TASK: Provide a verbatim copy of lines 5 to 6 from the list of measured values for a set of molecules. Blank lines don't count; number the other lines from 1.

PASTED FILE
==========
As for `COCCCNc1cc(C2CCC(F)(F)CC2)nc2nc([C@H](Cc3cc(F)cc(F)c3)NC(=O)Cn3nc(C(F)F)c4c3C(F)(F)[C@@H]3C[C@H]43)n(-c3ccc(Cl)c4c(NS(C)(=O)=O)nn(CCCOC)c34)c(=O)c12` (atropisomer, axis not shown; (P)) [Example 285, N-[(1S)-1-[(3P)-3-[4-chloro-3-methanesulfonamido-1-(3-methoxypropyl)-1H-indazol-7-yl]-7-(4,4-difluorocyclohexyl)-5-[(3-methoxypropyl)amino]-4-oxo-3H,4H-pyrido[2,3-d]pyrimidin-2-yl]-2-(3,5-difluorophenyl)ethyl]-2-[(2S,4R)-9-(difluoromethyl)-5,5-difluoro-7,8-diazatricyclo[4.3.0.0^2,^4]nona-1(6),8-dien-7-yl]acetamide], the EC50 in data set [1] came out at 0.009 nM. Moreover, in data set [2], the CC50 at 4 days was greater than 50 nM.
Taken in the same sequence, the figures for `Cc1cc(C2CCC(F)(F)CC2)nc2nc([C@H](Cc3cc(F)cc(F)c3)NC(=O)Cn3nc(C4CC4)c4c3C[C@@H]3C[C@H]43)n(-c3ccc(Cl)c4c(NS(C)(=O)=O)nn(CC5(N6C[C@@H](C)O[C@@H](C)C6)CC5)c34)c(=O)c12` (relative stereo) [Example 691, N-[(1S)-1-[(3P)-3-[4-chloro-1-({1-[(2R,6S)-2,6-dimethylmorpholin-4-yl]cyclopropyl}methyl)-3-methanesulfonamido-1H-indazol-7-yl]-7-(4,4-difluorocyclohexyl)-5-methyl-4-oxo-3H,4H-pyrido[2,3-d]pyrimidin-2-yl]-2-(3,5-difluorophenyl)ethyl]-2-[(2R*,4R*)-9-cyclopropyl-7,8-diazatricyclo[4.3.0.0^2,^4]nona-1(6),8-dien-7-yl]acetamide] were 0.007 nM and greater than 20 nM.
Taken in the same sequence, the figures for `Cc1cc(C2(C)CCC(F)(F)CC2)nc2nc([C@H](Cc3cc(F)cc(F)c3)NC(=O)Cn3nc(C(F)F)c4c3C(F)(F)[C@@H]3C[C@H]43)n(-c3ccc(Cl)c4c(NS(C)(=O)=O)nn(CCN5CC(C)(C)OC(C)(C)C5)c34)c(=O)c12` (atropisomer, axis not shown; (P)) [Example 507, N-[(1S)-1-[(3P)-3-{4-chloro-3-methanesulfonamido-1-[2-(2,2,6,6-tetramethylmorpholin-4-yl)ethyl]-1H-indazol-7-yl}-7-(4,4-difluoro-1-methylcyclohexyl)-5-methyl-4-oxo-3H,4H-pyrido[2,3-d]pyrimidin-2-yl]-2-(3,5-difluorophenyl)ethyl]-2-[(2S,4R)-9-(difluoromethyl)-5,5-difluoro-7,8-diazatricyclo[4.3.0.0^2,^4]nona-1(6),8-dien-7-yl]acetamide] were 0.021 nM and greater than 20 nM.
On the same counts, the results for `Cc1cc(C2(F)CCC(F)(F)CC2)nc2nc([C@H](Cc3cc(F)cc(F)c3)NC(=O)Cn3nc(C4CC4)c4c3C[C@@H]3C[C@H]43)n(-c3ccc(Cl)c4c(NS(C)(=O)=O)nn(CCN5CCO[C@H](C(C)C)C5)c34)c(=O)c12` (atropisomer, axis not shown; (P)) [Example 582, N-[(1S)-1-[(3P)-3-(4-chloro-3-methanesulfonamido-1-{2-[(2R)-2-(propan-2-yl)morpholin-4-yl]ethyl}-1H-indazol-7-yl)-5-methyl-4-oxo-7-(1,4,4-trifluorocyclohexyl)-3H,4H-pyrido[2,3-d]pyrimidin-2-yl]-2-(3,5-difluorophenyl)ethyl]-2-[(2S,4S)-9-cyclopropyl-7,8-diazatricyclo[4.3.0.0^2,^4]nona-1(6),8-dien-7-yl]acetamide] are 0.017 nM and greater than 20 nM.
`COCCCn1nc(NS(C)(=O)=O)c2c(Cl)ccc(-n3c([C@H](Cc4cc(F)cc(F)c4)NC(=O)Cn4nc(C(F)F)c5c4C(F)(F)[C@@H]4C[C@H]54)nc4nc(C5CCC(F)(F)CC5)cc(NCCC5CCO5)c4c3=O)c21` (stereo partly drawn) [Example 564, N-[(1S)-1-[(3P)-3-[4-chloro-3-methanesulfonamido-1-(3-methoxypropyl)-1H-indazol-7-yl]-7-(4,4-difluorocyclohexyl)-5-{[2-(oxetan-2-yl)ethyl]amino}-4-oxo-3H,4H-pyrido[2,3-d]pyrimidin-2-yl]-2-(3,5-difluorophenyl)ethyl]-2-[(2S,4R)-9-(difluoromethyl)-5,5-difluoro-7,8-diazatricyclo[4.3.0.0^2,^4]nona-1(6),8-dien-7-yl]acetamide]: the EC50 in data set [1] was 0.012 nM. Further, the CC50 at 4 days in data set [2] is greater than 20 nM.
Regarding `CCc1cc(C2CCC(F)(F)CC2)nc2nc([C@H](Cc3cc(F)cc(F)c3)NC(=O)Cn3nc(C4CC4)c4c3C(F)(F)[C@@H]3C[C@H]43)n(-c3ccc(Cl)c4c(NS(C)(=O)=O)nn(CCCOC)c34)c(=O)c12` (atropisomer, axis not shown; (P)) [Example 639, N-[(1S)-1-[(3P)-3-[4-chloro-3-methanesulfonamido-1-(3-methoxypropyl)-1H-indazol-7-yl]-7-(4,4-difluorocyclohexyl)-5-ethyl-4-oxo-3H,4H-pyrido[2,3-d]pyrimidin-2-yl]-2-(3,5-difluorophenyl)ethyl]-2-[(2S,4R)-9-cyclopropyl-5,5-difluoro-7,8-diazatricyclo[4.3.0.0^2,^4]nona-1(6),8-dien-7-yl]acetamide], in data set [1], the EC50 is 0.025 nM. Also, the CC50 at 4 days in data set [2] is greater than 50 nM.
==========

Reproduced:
`COCCCn1nc(NS(C)(=O)=O)c2c(Cl)ccc(-n3c([C@H](Cc4cc(F)cc(F)c4)NC(=O)Cn4nc(C(F)F)c5c4C(F)(F)[C@@H]4C[C@H]54)nc4nc(C5CCC(F)(F)CC5)cc(NCCC5CCO5)c4c3=O)c21` (stereo partly drawn) [Example 564, N-[(1S)-1-[(3P)-3-[4-chloro-3-methanesulfonamido-1-(3-methoxypropyl)-1H-indazol-7-yl]-7-(4,4-difluorocyclohexyl)-5-{[2-(oxetan-2-yl)ethyl]amino}-4-oxo-3H,4H-pyrido[2,3-d]pyrimidin-2-yl]-2-(3,5-difluorophenyl)ethyl]-2-[(2S,4R)-9-(difluoromethyl)-5,5-difluoro-7,8-diazatricyclo[4.3.0.0^2,^4]nona-1(6),8-dien-7-yl]acetamide]: the EC50 in data set [1] was 0.012 nM. Further, the CC50 at 4 days in data set [2] is greater than 20 nM.
Regarding `CCc1cc(C2CCC(F)(F)CC2)nc2nc([C@H](Cc3cc(F)cc(F)c3)NC(=O)Cn3nc(C4CC4)c4c3C(F)(F)[C@@H]3C[C@H]43)n(-c3ccc(Cl)c4c(NS(C)(=O)=O)nn(CCCOC)c34)c(=O)c12` (atropisomer, axis not shown; (P)) [Example 639, N-[(1S)-1-[(3P)-3-[4-chloro-3-methanesulfonamido-1-(3-methoxypropyl)-1H-indazol-7-yl]-7-(4,4-difluorocyclohexyl)-5-ethyl-4-oxo-3H,4H-pyrido[2,3-d]pyrimidin-2-yl]-2-(3,5-difluorophenyl)ethyl]-2-[(2S,4R)-9-cyclopropyl-5,5-difluoro-7,8-diazatricyclo[4.3.0.0^2,^4]nona-1(6),8-dien-7-yl]acetamide], in data set [1], the EC50 is 0.025 nM. Also, the CC50 at 4 days in data set [2] is greater than 50 nM.